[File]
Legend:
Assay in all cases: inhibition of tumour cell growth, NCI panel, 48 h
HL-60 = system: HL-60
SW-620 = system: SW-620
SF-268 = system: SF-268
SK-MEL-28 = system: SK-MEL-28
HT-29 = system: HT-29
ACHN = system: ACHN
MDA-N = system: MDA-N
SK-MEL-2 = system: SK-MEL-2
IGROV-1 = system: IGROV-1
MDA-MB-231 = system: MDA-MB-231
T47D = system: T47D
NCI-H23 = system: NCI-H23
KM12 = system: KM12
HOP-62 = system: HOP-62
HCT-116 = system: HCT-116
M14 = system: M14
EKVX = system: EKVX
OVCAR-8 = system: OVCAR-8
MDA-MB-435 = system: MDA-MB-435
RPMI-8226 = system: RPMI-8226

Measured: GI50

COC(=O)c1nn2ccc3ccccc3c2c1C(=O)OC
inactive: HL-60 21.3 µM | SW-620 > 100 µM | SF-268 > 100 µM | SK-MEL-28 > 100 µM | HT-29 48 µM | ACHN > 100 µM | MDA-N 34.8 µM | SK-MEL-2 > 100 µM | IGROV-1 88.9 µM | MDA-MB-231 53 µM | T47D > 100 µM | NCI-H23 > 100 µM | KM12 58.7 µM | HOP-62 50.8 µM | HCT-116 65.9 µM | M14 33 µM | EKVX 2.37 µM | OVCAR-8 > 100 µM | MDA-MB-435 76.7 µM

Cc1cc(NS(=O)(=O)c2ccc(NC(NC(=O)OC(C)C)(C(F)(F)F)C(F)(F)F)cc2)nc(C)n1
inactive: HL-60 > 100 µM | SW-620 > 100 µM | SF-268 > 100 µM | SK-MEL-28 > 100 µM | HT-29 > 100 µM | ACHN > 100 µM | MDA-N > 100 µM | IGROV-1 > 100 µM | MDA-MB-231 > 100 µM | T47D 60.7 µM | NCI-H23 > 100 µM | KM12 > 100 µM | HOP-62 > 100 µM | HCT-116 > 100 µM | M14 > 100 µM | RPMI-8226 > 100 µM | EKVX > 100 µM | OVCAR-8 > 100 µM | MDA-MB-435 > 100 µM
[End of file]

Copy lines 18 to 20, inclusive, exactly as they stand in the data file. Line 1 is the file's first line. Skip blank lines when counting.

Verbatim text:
M14 = system: M14
EKVX = system: EKVX
OVCAR-8 = system: OVCAR-8